Objectives and Targets, Monitoring and Measurement
The eight most expensive words in aviation; ‘But we have always done it this way‘.
An organisation needs to give itself a health check. Looking inwards is a means to achieve this. When an organisation becomes aware of gaps in safety, or negative safety trends, positive steps can be taken before an incident or accident occurs.
There are numerous ways to measure and monitor safety, but a mandatory and voluntary reporting system is critical. Combined with a fair and just culture, hazard and incident reporting provides steady input, and a reliable database for the risks an organisation is exposed to.
Reporting and self-auditing
A voluntary and mandatory reporting system provides a systematic means for an organisation to record occurrences, incidents and accidents in operations. Mandatory reporting criteria may include:
- Any equipment or personnel failure airborne that compromises the safety of flight
- Any equipment or personnel failure on the ground that compromises the safe operation of the aircraft
- Any breach (unintentional or otherwise) of SOPs
- Any Human Factors transgressions, airborne or on the ground that compromise safety.
Voluntary reporting can be any other occurrence that personnel feel could offer a learning experience to others.
Feedback to management from the SMS is required to measure and monitor safety performance. Safety performance evaluation defines the required changes.
The SAG and SRC will include performance of safety on a regular basis.
SMS audits, both internal and external, provide an assessment of performance and should be conducted as detailed in SPT/SPIs.
Compliance link provides practical examples and templates for internal audits.
Effective reporting culture:
- A good safety culture encourages reporting of aviation hazards
- Feedback! When people report – provide feedback (‘thank you for your report…as a consequence we have done/or will do…‘).
- Lack of reporting feedback triggers the ‘why bother’ attitude
- A just culture ensures fairness and draws a line in the sand between errors, violations, recklessness and wilful disobedience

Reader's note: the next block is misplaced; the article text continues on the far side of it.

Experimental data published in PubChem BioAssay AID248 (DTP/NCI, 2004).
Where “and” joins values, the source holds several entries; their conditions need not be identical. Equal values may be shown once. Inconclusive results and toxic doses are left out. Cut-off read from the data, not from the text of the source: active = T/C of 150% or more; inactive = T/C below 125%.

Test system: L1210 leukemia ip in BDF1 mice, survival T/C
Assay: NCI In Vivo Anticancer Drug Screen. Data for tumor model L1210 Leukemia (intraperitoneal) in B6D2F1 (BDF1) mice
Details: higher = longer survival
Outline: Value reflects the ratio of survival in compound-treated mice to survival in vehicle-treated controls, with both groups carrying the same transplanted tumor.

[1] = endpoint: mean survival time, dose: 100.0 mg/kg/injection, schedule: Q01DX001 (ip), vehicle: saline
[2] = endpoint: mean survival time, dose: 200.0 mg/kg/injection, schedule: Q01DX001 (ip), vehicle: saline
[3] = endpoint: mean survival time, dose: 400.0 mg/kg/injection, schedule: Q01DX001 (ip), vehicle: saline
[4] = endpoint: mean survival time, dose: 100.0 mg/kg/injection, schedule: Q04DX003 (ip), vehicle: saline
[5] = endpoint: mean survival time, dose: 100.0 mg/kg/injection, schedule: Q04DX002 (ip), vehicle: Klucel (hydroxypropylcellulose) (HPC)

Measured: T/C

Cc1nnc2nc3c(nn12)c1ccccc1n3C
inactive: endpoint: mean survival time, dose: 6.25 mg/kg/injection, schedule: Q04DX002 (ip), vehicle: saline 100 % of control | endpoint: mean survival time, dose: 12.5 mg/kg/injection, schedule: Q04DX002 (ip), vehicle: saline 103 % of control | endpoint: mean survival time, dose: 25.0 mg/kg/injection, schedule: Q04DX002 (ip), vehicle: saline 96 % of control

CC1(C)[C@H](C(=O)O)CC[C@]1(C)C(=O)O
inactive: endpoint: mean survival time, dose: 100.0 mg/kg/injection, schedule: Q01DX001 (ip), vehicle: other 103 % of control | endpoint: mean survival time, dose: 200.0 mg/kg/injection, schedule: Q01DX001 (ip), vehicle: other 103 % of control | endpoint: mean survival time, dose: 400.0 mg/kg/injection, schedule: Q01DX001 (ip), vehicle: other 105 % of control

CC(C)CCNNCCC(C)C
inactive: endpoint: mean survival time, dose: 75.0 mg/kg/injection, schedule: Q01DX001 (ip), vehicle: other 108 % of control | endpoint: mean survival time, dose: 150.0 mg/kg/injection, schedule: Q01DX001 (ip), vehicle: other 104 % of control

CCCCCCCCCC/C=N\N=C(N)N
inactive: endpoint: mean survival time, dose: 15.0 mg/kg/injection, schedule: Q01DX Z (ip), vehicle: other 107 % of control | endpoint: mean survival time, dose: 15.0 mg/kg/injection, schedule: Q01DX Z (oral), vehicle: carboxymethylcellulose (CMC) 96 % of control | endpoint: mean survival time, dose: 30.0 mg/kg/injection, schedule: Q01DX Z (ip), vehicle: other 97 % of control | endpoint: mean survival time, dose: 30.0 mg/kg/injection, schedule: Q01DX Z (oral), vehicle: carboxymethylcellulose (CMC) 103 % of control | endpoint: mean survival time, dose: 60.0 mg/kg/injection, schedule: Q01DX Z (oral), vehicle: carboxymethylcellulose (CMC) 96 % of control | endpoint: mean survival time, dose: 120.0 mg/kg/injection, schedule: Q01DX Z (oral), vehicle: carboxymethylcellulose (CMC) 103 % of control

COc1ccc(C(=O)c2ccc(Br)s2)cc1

- When carrying out internal safety investigations as a result of a report – concentrate on the why, how and what, rather than the who.
Reasons for reporting – and reasons for non-reporting
|Yes - I should report it||No - I will hide it|
|I don’t want an accident to occur||I might get fired
|I know I’m supposed to||Nothing will change|
|It’s easy to fill out a report||I’ll look foolish|
|It’s the law||I might lose my licence|
|The system will support me||They will look for someone to blame|
|It might happen again||It’s too hard|
|We can learn from this||It’s unimportant|
|Somebody saw me…||Nobody saw me|
Reporting of Near Misses is an indication of an improving or a good safety culture.
If the question is asked, ‘should I report this?‘ – the answer is always, ‘Yes!‘
Safety Objectives, SPIs and SPTs
Performance should not remain static. Expectations should increase over time and as the SMS matures. The phases to consider are:
- Implementation phase – performance required for compliance or entry control
- Improvement phase – performance after the SMS has completed a full cycle
- Learning phase – performance with a mature SMS after multiple cycles.
Outcome based indicators are measurable. (eg, the number of runway incursions or unstable approaches).
Process based indicators contribute to the achievement of an outcome. (eg, training provided to airfield drivers or pilots to conducting approaches).
Leading and lagging performance indicators
Aviation safety measures have historically been biased towards SPIs that reflect ‘low frequency – high consequence‘ outcomes. This is understandable in that accidents and serious incidents are high profile events and are easy to count. However, from a safety performance management perspective, here are drawbacks in an overreliance on accidents and serious incidents as a reliable indicator of safety performance. For instance, accidents and serious incidents are infrequent (there may be only one accident in a year, or none) making it difficult to perform statistical analysis to identify trends. This does not necessarily indicate that the system is safe. A consequence of a reliance on this sort of data is a potential false sense of confidence that an organization’s or system’s safety performance is effective, when it may in fact be perilously close to an accident.
Leading indicators are measures that focus on processes and inputs that are being implemented to improve or maintain safety. These are also known as ‘activity or process SPIs‘ as they monitor and measure conditions that have the potential to become or to contribute to a specific outcome.
From ICAO SMM 4th edition
Measuring Safety Performance
- Safety objectives should address your most significant risks
- Safety performance indicators are linked to the safety objectives
- However, targets can be misleading:
- They can drive the wrong behaviour…’we reached our goal, no need to do any more/ SPI’s and bonuses linked to targets‘…
- They can cap innovation and continuous improvement
- They can divert focus from quality to quantity
- Measurement can become what is easy rather than what is important.
- Good presentation of data is as important as the content. It:
- Keeps the audience engaged and helps them to remember key points
- Enables management to make necessary decisions
- Considers the end user and what information is important to them and how much detail is appropriate.
- Poor presentation of data can:
- Lead to confusion (If you can’t understand it, can anyone else?)
- Result in the analysis being ignored
- Result in misinterpretation of key points.